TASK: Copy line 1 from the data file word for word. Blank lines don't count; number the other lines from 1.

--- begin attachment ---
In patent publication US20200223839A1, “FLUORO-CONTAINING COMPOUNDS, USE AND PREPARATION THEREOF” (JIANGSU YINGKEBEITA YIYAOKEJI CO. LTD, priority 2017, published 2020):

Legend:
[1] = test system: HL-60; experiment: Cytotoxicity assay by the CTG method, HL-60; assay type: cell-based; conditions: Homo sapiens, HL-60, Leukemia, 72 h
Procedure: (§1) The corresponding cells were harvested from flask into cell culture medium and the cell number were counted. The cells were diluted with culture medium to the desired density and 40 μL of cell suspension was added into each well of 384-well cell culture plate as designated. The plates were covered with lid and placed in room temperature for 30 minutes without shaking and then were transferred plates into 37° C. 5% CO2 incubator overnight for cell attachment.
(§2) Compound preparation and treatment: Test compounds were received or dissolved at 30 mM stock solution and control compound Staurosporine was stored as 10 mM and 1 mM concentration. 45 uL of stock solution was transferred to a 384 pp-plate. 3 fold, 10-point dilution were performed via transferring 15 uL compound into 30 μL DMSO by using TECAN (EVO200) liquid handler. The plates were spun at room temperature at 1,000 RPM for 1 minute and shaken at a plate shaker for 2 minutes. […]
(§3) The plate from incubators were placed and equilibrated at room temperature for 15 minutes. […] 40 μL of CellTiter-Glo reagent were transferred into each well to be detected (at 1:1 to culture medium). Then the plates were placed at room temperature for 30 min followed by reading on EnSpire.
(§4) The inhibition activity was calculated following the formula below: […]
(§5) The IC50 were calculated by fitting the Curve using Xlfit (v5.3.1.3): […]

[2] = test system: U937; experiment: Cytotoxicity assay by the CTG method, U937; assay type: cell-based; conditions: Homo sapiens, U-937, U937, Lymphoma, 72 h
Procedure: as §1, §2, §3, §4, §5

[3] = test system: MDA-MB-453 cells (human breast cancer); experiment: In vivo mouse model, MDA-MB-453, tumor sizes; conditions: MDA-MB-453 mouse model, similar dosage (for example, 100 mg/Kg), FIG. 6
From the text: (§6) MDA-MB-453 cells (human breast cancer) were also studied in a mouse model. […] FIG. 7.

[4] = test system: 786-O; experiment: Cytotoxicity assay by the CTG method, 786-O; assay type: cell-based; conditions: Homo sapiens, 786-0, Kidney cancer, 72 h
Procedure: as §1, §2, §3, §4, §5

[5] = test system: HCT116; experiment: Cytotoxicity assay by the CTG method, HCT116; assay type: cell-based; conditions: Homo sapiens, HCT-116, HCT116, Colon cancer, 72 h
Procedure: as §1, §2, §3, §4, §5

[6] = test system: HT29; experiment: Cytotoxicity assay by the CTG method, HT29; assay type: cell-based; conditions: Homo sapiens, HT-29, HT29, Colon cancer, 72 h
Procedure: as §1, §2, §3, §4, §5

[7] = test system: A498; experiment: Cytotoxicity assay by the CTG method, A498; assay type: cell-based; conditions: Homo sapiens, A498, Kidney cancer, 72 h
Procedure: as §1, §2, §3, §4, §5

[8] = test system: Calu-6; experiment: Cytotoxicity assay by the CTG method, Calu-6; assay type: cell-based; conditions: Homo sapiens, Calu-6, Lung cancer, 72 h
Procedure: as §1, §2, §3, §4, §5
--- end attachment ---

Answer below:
In patent publication US20200223839A1, “FLUORO-CONTAINING COMPOUNDS, USE AND PREPARATION THEREOF” (JIANGSU YINGKEBEITA YIYAOKEJI CO. LTD, priority 2017, published 2020):